Saffron Recipe 3: 15th Century Chicken

All right–if after this one Chris doesn’t dash and buy saffron, I give up. In spite of the creative title, this recipe doesn’t actually call for a 500 year old bird. Rather, the recipe is from Maestro Martino da Como’s Libro de Arte Coquinaria, written in the mid-1400s. I won’t tell you how absolutely delicious this dish is–make it (it doesn’t take more than 20 minutes) and see for yourself.

Ingredients for 2 people:

  • Two chicken breasts, whole or cut into bite-size chunks
  • A scoop of lard; I use D’Artagnan brand duck fat
  • Two egg-yolks
  • A ladle-full of good chicken broth
  • A half cup of verjuice (white is better for the color–red is OK); I buy mine at iGourmet.com
  • A generous pinch of saffron
  • Spices:
    • 2 tbsp ground black pepper
    • 1 tbsp ground ginger
    • 3/4 tbsp ground cloves 
    • 1/2 tbsp ground cinnamon
  • Salt to taste
  • A pinch of good minced parsley

Melt the fat in a casserole and sautee the chicken, stirring very often with a wooden spoon, until it is *almost* done.

In the meantime, boil the broth and stir the saffron in it. Remove from fire, let cool for a few minutes and add the verjuice, the egg yolk and the spices, whisking it until it becomes a homogeneous glaze. The exact color will depend on the amount of spices you add–bear in mind that what I gave you above is one of the many combinations and relative quantities–but given the preponderance of saffron (and by the Maestro’s own indications), it should be golden yellow.

Strain the chicken in a regular spaghetti-strainer, discarding all but a couple spoonfuls of cooking fat. Return to the casserole with the little fat and add the broth with the eggs and spices, and salt to taste. Make sure you arrange everything homogeneously in the casserole, and, over low fire, let simmer for about 10 minutes, ensuring that the dish never gets dry. For that purpose, keep some warm broth handy, and sprinkle it on the chicken as needed. Stir often, but always ensure that every piece has a chance to cook well and to absorb the delicious condiment.

When it’s done, arrange the chicken in a shallow serving dish and, as you bring to the table, sprinkle some parsley over it.

How good is this dish? It is as fabulous to eat as it is catchy to the eye, with its bright golden yellow color and the truly fantastic mix of spices.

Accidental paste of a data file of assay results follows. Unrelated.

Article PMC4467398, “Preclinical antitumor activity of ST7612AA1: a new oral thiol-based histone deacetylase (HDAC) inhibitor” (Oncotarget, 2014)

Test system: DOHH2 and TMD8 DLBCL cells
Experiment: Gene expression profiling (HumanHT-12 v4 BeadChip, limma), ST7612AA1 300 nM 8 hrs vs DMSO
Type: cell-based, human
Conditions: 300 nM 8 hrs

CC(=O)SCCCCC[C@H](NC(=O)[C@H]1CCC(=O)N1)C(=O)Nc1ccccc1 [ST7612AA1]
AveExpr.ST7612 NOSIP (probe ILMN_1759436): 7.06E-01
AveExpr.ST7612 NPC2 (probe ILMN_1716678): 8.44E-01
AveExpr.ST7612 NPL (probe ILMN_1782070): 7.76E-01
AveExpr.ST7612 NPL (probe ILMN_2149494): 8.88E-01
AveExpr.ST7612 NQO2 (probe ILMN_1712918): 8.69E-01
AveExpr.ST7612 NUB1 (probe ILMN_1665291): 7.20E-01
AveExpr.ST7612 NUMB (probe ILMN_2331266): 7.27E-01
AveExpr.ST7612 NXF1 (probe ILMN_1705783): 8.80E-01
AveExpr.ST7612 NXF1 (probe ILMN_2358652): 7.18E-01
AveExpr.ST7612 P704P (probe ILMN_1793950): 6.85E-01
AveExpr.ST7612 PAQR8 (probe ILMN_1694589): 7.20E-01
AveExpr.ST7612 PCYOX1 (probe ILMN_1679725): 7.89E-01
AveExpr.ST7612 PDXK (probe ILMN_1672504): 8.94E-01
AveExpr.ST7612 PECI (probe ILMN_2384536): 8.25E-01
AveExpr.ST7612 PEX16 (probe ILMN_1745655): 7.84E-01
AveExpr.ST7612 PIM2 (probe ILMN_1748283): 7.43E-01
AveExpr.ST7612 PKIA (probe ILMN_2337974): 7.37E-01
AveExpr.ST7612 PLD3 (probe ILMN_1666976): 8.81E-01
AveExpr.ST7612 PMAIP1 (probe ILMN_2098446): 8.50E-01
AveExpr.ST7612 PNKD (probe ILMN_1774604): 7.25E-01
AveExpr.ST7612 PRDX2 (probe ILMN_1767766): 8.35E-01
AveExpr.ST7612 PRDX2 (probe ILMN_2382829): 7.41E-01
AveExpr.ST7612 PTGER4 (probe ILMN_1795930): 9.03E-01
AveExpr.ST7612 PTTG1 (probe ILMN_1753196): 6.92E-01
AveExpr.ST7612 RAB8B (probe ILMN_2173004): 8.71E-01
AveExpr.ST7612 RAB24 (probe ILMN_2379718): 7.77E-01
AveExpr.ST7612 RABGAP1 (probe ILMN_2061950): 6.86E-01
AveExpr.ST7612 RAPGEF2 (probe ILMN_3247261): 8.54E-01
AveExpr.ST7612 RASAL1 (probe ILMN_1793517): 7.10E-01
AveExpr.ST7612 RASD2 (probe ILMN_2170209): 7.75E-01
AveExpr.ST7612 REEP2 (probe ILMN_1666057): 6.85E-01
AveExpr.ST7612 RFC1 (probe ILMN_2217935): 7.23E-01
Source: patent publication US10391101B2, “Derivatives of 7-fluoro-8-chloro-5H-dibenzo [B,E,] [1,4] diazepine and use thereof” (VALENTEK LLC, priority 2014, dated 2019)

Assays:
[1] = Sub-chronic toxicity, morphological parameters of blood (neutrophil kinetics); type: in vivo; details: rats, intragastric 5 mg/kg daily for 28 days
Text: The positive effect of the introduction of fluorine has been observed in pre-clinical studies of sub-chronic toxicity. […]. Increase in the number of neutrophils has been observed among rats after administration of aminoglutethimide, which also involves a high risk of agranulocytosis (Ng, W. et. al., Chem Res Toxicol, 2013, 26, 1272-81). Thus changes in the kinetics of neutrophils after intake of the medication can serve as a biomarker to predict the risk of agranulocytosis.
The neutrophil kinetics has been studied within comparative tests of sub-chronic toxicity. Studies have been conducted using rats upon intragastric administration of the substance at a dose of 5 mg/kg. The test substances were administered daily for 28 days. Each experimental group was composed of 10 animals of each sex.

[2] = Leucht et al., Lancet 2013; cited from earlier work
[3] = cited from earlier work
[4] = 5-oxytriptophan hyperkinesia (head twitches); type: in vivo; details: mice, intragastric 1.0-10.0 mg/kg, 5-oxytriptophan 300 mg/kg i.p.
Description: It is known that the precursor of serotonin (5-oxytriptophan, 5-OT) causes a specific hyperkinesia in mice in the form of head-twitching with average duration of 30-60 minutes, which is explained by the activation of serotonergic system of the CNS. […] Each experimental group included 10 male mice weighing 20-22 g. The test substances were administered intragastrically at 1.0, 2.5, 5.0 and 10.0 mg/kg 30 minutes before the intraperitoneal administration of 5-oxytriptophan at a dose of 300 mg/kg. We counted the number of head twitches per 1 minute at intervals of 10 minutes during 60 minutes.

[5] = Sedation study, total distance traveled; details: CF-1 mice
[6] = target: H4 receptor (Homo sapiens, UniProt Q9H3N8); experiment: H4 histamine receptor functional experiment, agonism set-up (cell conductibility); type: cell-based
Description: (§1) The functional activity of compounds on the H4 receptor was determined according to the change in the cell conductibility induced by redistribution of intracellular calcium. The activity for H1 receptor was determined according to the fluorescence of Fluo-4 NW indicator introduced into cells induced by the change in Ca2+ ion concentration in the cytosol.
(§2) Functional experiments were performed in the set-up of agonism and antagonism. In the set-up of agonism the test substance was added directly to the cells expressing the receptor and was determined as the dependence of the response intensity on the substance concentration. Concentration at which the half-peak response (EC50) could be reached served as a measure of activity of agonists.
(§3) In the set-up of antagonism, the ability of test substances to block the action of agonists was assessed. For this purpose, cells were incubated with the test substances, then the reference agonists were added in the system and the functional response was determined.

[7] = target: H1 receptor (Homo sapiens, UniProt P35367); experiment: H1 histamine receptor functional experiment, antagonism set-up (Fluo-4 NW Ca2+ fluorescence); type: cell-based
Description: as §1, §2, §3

If, as I do, you feel bad about throwing away the egg-whites, fry them in the duck fat in tiny 3-inch teflon cups, adding salt, pepper, sugar, plus a tad of all the other spices mentioned above (minus the saffron), and serve as an accompaniment.

A nice, crisp Northeastern white makes a joyful complement to this dish–which is sure to amaze your guests every time you make it.

Note: you may use different kinds of meat for this dish–from veal to beef to game-birds to lamb–although chicken is my favorite. 

Enjoy!

Barbaresco  

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7 comments on “Saffron Recipe 3: 15th Century Chicken

  1. Chris says:

    This sounds really really cool. Verjuice is not something I’ve encountered before though. Hopefully there is a place or two that we can get it around here, but I’m not entirely sure.

    If you were going to build a simple meal around this, what would you serve with it? Pasta? Potato Gnocchi?

    I’m definitely in the mood for saffron something or other at this point. I have some Dean and Deluca saffron somewhere around here, but I’m not sure its got much potency left. That said, its not that expensive on a per dish basis, and we have a good supply around here.

  2. barbaresco says:

    Chris, a good pairing for this dish would be a nice, Renaissance style pasta as a first course.

    It would be essentially dough-gnocchi, since they didn’t have potatoes yet. They can be made of farro grain or, more simply, of flour and water, shaped by hand, boiled in salted water and, according to M. Martino, seasoned with butter and grated cheese. I’ve made them a few times and they are chewy and quite wonderful.

    Then, after the two dishes, and perhaps some assorted fruit, a nice piece of cheese and some strong wine would be a fitting finish.

    Tom

  3. Chris says:

    Katie says that is a nice idea, but we’d run out of dishes first 😉 Katie wants to know if you cater? 😀

    That does sound really good though. I’ll look up the gnocchi in M. Martino. If I can find verjuice locally, we might have to give this a shot this weekend.

  4. barbaresco says:

    Two good substitutes for verjuice are:

    1 – 1 part lemon juice, 1 part water; or
    2 – 1 part vinegar, 1 part water.

    The role of the verjuice is to add some “sharpness” to the taste.

    Tom

  5. Anna says:

    Yeah, when all three of you come down here to TX to cook in my kitchen with my brand new oven, hmmm? We definitely need to start a cooking club or something….

  6. barbaresco says:

    Yeah, Anna–I’ve been looking forward to meeting you for years now, but somehow I never managed to make it to Kalamazoo or to TX. And the irony is that I lived in Ft Worth for 10 years…

  7. Anna says:

    Well, you still have a standing invitation to come down and see our Wall of Death ™ ie. Russ’s weapon collection…and as I said, I just got a brand spanking new Maytag convection range…

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